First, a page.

It seems logical that people believe things only if the evidence tells them so. But in my experience, this is not the case. People mostly only believe what they hear on TV from wackos like Dr. Oz, old wives’ tales from their moms or just talk amongst their friends. That’s fine. People don’t have the time to look at every single thing they hear to make sure it’s true. Other times, it can create problems.
Take teachers’ salaries, for instance. It’s pretty much understood that teachers are underpaid and educate our children for little money. Or is it?
To answer the question, let’s understand what the word “underpaid” means. If by it, a teacher means, “I wish I made more money,” then we are all underpaid, including you, me, your engineering professor and Warren Buffett. It’s no secret that we all would like more money. Some occupations, like teaching, can disguise this by saying they are “underpaid” instead.
Let’s also take a look at the statistics. The U.S. Department of Labor’s Bureau of Labor Statistics lists the average salary of a teacher, kindergarten through secondary school, at a range of $47,100 to $51,180. According to a report by John Stossel, titled “MYTH: Teachers Are Underpaid,” the average American’s wage is $7,000 less than this.
Think about the benefits of being a teacher. The job comes with benefits such as health insurance and a hefty retirement, two things not taken into account most of the time. Teachers also get summers off. This means they only work 10 months out of the year with some holidays still sprinkled in. In fact, Stossel’s report found that teachers get paid more by the hour than chemists, physical therapists and psychologists.
There are a lot of unseen benefits to the job. Think back to when you were in school. How many times did you have a substitute? Probably quite a few. Teaching is a very flexible job and allows a person to miss a lot of days without missing out. My mother, in fact, missed a whole year of teaching due to a pregnancy and was able to return to her job immediately.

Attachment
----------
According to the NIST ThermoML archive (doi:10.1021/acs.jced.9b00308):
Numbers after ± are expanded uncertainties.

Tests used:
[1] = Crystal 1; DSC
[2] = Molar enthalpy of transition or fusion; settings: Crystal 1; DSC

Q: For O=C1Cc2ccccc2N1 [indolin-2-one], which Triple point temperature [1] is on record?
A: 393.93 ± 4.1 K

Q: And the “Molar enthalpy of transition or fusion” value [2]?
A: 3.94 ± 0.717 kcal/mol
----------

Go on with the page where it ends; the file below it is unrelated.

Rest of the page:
Some of you may be saying that this is still too low. Why can’t we pay those who educate our future even more? Well, if you ask any teacher, he or she will tell you the same thing: “I didn’t get in it for the money.”
Teachers may think that this helps their cries for higher wages, but it actually hurts it. Jobs that people like tend to not pay well because people are so willing to do them. Teaching is no exception. The satisfaction of helping a child learn a new concept is one that is very rare in an occupation today. I would much rather do that than sit in a cubicle all day and listen to a boss who doesn’t know what he’s talking about.
Lastly, I just want to say that I hold nothing against teachers. I’ve had many great teachers in my life, and some may have deserved more than they were paid. These nice thoughts, however, don’t change the fact that it is clear that teachers are pretty well-off in terms of salary.
Michael Lauck is a junior economics major from Houston.